PARIS: Sending a text message or e-mail, eating an apple or watching TV – each of these activities has a different carbon footprint.
People around the world are getting ready to mark Earth Hour by turning out the lights on March 28, but a long list of seemingly harmless everyday actions also contribute to emissions of carbon dioxide (CO2) and other planet-harming greenhouse gases.
Total global emissions in 2010 were estimated at 49 gigatonnes (Gt or billion tonnes) of CO2 equivalent (CO2e).
E-mail and Internet
Even a short e-mail is estimated to have a footprint of four grammes (0.14 ounces) of CO2e (gCO2e) – including greenhouse gases produced in running the computer, server and routers and a part of their manufacture.
An e-mail with a large attachment emits about 50 gCO2e, and a spam message, not even opened by the recipient, is responsible for 0.3 gCO2e.
The annual global footprint of spam is equivalent to 3.1 million passenger cars on the road in a year, using two billion gallons (7.6 billion litres) of gasoline.
A web search on an energy-efficient laptop leaves a footprint of 0.2 gCO2e, and on an old desktop computer some 4.5 gCO2e.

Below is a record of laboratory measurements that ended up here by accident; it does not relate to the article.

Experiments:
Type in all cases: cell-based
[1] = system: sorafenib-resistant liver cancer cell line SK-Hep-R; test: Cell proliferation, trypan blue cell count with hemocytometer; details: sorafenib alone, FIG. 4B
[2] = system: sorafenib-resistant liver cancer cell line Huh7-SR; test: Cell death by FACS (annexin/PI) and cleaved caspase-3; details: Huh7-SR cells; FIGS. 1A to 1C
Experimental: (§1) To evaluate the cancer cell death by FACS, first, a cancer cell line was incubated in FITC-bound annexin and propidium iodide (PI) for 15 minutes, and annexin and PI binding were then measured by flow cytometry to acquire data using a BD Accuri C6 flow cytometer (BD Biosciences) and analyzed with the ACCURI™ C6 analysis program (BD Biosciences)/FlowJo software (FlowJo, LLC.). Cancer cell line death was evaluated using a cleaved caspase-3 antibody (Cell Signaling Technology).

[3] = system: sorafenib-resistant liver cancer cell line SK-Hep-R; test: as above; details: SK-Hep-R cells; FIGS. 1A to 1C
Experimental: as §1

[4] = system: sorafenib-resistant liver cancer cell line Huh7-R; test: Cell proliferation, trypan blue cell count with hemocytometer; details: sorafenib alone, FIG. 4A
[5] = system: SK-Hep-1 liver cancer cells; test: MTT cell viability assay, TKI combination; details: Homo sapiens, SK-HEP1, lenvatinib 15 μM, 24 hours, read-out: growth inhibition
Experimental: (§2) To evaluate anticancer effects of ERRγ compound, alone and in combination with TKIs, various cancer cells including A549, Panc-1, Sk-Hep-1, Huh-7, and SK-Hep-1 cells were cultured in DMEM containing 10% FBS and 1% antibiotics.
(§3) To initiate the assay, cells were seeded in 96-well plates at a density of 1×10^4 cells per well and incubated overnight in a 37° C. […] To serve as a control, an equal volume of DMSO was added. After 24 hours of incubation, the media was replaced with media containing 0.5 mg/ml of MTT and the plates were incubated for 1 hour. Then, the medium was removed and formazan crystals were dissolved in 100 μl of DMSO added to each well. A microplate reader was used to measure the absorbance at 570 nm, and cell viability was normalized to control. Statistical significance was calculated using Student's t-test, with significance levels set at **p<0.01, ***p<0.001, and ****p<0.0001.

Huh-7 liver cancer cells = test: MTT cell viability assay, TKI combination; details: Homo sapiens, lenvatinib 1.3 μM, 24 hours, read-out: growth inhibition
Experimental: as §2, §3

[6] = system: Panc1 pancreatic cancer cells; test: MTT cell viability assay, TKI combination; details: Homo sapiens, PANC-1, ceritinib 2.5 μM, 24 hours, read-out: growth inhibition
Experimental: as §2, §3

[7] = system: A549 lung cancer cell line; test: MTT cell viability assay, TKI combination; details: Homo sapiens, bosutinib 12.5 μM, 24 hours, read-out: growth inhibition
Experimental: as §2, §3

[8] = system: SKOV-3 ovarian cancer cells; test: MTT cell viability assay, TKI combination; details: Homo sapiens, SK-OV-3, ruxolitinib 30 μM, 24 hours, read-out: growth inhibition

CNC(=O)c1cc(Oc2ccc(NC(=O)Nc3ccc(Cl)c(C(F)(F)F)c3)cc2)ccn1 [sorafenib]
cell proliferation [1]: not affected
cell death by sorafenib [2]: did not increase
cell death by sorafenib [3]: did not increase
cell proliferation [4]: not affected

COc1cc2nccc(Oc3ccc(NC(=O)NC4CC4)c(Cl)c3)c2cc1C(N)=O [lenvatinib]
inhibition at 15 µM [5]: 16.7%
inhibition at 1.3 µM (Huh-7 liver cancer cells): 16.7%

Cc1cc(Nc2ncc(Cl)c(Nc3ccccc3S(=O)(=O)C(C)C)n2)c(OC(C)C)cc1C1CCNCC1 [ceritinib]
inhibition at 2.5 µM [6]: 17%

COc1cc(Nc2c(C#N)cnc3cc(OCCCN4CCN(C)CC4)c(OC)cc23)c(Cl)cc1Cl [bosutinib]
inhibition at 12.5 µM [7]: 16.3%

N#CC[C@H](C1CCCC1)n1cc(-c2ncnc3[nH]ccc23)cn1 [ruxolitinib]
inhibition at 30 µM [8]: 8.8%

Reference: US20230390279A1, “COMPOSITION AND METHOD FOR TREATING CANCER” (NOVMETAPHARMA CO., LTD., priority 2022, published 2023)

A cellphone text message comes at a cost of about 0.014 gCO2e.
A plastic carrier bag leaves a footprint of 10 gCO2e, and a paper bag 40 gCO2e.
A pint (473 millilitres) of water from the tap generates 0.14 gCO2e compared to 160 gCO2e for a 500 ml store-bought bottle.
A large cappuccino comes at 235 gCO2e, compared to 21 gCO2e for a cup of black coffee or tea for which just enough water was boiled.
An hour of TV watching on a 15in (38cm) LCD screen yields 34 gCO2e, compared to 88 gCO2e on a 32in LCD screen, and 220 gCO2e on a 24in plasma screen.
A mile of cycling powered by a meal of bananas would be responsible for 65 gCO2e, compared to 260 gCO2e for a mile powered by cheeseburgers. – AFP
(Sources: How Bad Are Bananas by Mike Berners-Lee, Fifth Assessment Report of the UN's Intergovernmental Panel on Climate Change, McAfee study Carbon Footprint of Spam.)